The topic of reflection in teaching has recently attracted the interest of educational researchers and has consequently captured a significant part of the educational literature. The number of studies devoted to this subject is growing constantly. ‘Why does the recent educational scene entertain reflection to such an extent?’, one may wonder, ‘What have teachers been doing all these years, have they not reflected?’ A negative answer to the latter question will do injustice to many teachers and distort the image of educational realities, as history reveals a number of ‘reflective’ great teachers, too large to mention here. The rise of reflection in teaching, as a topic of research and one that deserves to be encouraged in teacher professional development programs, may be understood on the background of the interest in teacher thinking. Considering the developmental phenomenon of differentiation of knowledge, reflection may be conceived of as one particular aspect of thinking. This interest is also embedded in the process of professionalization of teaching and in the societal demand for accountability. Nevertheless, the present study suggests that the literature on reflective teaching has limited itself to a great extent to a declared ideology concerning the desirability of reflection in teaching and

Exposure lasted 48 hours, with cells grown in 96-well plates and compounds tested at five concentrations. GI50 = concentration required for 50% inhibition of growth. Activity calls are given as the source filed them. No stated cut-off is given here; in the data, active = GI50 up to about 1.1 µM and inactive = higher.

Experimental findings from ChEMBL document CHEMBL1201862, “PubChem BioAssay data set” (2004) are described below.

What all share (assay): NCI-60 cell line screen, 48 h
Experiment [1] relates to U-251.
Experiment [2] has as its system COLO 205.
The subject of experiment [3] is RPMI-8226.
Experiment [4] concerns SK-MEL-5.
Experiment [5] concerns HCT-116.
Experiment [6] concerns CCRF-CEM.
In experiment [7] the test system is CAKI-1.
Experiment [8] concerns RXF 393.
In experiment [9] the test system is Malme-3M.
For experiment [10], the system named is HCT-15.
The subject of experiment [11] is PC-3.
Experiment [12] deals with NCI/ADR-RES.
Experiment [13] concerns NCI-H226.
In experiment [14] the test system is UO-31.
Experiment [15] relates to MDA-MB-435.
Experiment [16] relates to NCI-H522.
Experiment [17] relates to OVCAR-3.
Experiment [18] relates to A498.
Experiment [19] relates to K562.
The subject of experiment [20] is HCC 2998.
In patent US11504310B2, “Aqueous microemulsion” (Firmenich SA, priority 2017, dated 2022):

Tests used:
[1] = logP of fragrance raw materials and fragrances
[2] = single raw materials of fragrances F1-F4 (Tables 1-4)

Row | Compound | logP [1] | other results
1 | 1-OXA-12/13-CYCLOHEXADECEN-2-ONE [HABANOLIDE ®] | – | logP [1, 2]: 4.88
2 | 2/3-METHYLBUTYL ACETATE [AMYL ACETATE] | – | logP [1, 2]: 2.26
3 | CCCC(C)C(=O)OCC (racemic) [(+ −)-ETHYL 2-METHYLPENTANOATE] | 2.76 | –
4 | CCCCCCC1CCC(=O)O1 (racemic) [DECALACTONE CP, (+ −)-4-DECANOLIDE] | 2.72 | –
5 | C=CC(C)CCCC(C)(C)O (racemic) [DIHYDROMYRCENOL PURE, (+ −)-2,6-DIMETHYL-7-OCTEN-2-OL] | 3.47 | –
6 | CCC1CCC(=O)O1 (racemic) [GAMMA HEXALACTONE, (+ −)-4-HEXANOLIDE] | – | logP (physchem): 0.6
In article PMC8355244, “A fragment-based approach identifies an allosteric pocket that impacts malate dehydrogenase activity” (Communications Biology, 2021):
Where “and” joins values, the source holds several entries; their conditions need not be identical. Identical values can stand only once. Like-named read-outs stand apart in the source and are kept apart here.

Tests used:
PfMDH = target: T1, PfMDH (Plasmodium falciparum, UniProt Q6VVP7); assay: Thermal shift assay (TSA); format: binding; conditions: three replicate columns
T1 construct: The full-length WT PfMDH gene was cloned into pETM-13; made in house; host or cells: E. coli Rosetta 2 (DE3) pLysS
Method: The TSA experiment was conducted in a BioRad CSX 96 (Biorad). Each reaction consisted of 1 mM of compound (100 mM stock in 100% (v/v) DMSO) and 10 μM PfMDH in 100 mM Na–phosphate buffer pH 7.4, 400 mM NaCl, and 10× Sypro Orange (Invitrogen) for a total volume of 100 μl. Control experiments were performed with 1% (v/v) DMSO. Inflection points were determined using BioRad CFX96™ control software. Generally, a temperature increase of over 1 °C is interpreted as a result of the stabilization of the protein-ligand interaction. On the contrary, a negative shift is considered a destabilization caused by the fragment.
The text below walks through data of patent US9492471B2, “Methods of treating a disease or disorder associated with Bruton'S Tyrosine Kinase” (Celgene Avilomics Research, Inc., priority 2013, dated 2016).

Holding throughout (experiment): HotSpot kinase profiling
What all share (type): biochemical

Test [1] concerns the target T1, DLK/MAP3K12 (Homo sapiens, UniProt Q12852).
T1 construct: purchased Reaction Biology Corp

consequently to the need to include it as a central aim in teacher education programs. Programs and models for developing reflective teaching have been described in a number of studies (Berlak and Berlak, 1981; Peters, 1985; Zeichner and Liston, 1987). However, it appears that no systematic attempts to clarify and elaborate upon the concept itself have been made, and no specific research questions have been posed. The meanings of reflection that have been forwarded are too general and ambiguous to guide research studies and educational practices. The variety of conceptions and descriptions offered in today’s literature may enrich the field of enquiry but may also lead to vagueness and misunderstandings, if no clarification of the concept is forwarded (Clandinin and Connelly, 1986). Clark’s suggestion (1986) that after ten years of research on teacher thinking, it is time to ‘chart a new course for research on teacher thinking’ (p. 15), and Shulman’s call for a disciplined enquiry regarding the concept of pedagogical knowledge (1987), may well be extended to the need to clarify and investigate the concept of reflective teaching. Furthermore, following the line of thought that underlies Yinger’s call for the discovery of the ‘language of practice’ (1985), we advocate the importance of the discovery of a language, or rather of languages of teacher reflection.